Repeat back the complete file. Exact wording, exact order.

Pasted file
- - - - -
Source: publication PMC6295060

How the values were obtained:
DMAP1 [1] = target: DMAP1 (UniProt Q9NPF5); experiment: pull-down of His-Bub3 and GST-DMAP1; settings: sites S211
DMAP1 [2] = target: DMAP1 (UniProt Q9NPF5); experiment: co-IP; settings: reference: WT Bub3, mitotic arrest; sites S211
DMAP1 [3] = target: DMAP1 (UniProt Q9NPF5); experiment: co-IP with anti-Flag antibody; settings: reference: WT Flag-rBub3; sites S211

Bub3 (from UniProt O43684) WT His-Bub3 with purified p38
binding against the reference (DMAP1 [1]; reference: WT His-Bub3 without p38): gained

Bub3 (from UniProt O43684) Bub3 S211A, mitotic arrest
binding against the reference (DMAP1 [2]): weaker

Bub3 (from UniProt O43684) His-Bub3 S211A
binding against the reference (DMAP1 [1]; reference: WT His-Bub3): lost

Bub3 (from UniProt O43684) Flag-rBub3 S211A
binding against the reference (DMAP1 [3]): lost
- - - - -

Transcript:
Source: publication PMC6295060

How the values were obtained:
DMAP1 [1] = target: DMAP1 (UniProt Q9NPF5); experiment: pull-down of His-Bub3 and GST-DMAP1; settings: sites S211
DMAP1 [2] = target: DMAP1 (UniProt Q9NPF5); experiment: co-IP; settings: reference: WT Bub3, mitotic arrest; sites S211
DMAP1 [3] = target: DMAP1 (UniProt Q9NPF5); experiment: co-IP with anti-Flag antibody; settings: reference: WT Flag-rBub3; sites S211

Bub3 (from UniProt O43684) WT His-Bub3 with purified p38
binding against the reference (DMAP1 [1]; reference: WT His-Bub3 without p38): gained

Bub3 (from UniProt O43684) Bub3 S211A, mitotic arrest
binding against the reference (DMAP1 [2]): weaker

Bub3 (from UniProt O43684) His-Bub3 S211A
binding against the reference (DMAP1 [1]; reference: WT His-Bub3): lost

Bub3 (from UniProt O43684) Flag-rBub3 S211A
binding against the reference (DMAP1 [3]): lost